If you have or had severe acne as a teenager, you might find it more difficult to have a baby later in life, at least according to some recent research that has linked severe or ongoing acne and endometriosis.
This latest study confirms what many have known for a while in the dermatology community: acne can be an indicator of underlying hormonal disturbance that affects more than just the skin. Continue reading
There’s not normally a single specific cause of acne, which means that decreasing acne symptoms and clearing the skin can take a considerable amount of time and concerted effort.
There might be an obvious link between manicures and skin cancer, but research suggests that getting your nails done regularly could increase your risk of melanoma. What’s behind this link? Are there ways to keep your risk low? Read on to find out.
Hyperpigmentary disorders such as melasma, café au lait spot and solar lentigo are typically treated through the use of topical agents that disrupt the activity of tyrosinase, a key enzyme in the production of melanin (melanogenesis), but natural treatments for hyperpigmentation are also gaining attention. Continue reading
Infant eczema is a common skin condition, affecting around 1 in 5 young children. Eczema is linked to childhood asthma and food allergies and many theories have been proposed to explain the development of atopic eczema.
One of these theories suggests that the microflora in the gastrointestinal system of infants influences immune system activity, thereby triggering or contributing to skin reactions and allergy symptoms. A significant amount of research backs up this theory, including a recent review that adds weight to the idea that prebiotic supplementation of infant formula or breast milk can help in preventing eczema in infants up to 2 years old. Continue reading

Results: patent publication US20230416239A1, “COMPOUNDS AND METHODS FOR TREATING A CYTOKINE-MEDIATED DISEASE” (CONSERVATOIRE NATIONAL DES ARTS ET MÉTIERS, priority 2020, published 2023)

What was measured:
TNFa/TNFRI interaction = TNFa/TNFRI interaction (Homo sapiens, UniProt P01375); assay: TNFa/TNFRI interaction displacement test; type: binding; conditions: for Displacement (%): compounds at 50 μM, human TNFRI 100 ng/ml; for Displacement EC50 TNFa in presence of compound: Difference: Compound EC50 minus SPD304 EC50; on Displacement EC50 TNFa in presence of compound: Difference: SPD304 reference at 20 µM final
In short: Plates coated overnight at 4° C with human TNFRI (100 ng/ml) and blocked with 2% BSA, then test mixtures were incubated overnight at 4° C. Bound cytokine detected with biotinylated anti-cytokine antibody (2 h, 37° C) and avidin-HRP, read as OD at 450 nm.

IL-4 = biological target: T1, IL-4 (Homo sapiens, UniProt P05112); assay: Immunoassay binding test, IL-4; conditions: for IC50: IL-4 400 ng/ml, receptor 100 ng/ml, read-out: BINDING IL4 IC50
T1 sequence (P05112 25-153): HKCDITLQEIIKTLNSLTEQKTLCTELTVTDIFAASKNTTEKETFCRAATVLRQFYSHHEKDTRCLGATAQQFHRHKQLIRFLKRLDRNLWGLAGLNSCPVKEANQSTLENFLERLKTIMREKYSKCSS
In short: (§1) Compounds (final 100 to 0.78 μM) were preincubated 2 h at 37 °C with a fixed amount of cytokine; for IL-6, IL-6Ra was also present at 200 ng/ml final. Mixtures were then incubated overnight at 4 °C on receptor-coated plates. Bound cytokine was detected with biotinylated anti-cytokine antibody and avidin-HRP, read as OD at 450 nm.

In a paper published earlier this year in the Spanish journal Actas Dermo-Sifiliográficas, Gómez and colleagues investigated the association between skin tags and diabetes, asking if acanthosis nigricans, skin tags, keratosis pilaris and even plantar hyperkeratosis could be a useful indicator of underlying metabolic issues in patients as yet undiagnosed with diabetes.
Lymph nodes, sweat glands, melanocytes, pores and all – your skin is a wonderful and magical thing! It seals in moisture, holds everything together, and helps regulate your body temperature within an extremely narrow safe range.
Your skin is also a major player in eliminating unwanted substances, chemicals, and toxins from the body and this is where sweat glands and lymph nodes come in, but what’s the difference between the two and what do they do to keep skin naturally healthy? Continue reading
Recent articles have highlighted the horrible irony of chemicals present in sunscreens that cause the skin to become more sensitive to the sun, leading some to wonder if natural sunscreens are, indeed, better for naturally healthy skin.
Take coconut oil, for example. Is it a safe sunscreen? Could you really sidestep all of the problems inherent in choosing a commercially produced sunblock that isn’t full of parabens, phthalates, bisphenol-A, and retinyl palmitate just by greasing yourself up with some basic kitchen staples? Continue reading
Psoriasis sufferers have an increased risk of cardiovascular disease, according to evidence from recent analyses of patient records. This has led some to consider using statins for psoriasis relief but is there any evidence of benefit? Indeed, do some statins makes psoriasis worse, or even trigger the skin condition? Continue reading